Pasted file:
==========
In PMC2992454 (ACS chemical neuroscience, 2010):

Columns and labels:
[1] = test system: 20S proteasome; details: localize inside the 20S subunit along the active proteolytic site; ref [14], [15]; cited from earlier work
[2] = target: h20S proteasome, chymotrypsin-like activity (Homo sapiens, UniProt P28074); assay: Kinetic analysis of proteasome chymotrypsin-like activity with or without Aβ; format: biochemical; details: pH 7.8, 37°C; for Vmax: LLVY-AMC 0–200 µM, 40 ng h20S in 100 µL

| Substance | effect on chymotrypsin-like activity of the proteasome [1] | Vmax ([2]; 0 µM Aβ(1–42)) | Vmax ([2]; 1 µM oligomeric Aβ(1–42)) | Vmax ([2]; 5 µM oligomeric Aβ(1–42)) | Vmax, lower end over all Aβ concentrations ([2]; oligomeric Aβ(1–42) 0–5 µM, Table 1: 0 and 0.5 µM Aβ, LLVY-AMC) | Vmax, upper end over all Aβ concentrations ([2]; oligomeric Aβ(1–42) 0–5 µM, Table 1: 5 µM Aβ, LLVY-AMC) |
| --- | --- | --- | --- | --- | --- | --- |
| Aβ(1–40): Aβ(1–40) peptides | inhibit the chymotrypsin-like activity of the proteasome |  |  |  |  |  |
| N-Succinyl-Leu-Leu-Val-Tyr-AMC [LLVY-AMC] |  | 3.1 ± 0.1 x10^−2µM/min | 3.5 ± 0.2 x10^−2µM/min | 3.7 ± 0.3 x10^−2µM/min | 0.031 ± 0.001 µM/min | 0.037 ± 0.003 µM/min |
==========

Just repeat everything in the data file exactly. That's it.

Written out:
In PMC2992454 (ACS chemical neuroscience, 2010):

Columns and labels:
[1] = test system: 20S proteasome; details: localize inside the 20S subunit along the active proteolytic site; ref [14], [15]; cited from earlier work
[2] = target: h20S proteasome, chymotrypsin-like activity (Homo sapiens, UniProt P28074); assay: Kinetic analysis of proteasome chymotrypsin-like activity with or without Aβ; format: biochemical; details: pH 7.8, 37°C; for Vmax: LLVY-AMC 0–200 µM, 40 ng h20S in 100 µL

| Substance | effect on chymotrypsin-like activity of the proteasome [1] | Vmax ([2]; 0 µM Aβ(1–42)) | Vmax ([2]; 1 µM oligomeric Aβ(1–42)) | Vmax ([2]; 5 µM oligomeric Aβ(1–42)) | Vmax, lower end over all Aβ concentrations ([2]; oligomeric Aβ(1–42) 0–5 µM, Table 1: 0 and 0.5 µM Aβ, LLVY-AMC) | Vmax, upper end over all Aβ concentrations ([2]; oligomeric Aβ(1–42) 0–5 µM, Table 1: 5 µM Aβ, LLVY-AMC) |
| --- | --- | --- | --- | --- | --- | --- |
| Aβ(1–40): Aβ(1–40) peptides | inhibit the chymotrypsin-like activity of the proteasome |  |  |  |  |  |
| N-Succinyl-Leu-Leu-Val-Tyr-AMC [LLVY-AMC] |  | 3.1 ± 0.1 x10^−2µM/min | 3.5 ± 0.2 x10^−2µM/min | 3.7 ± 0.3 x10^−2µM/min | 0.031 ± 0.001 µM/min | 0.037 ± 0.003 µM/min |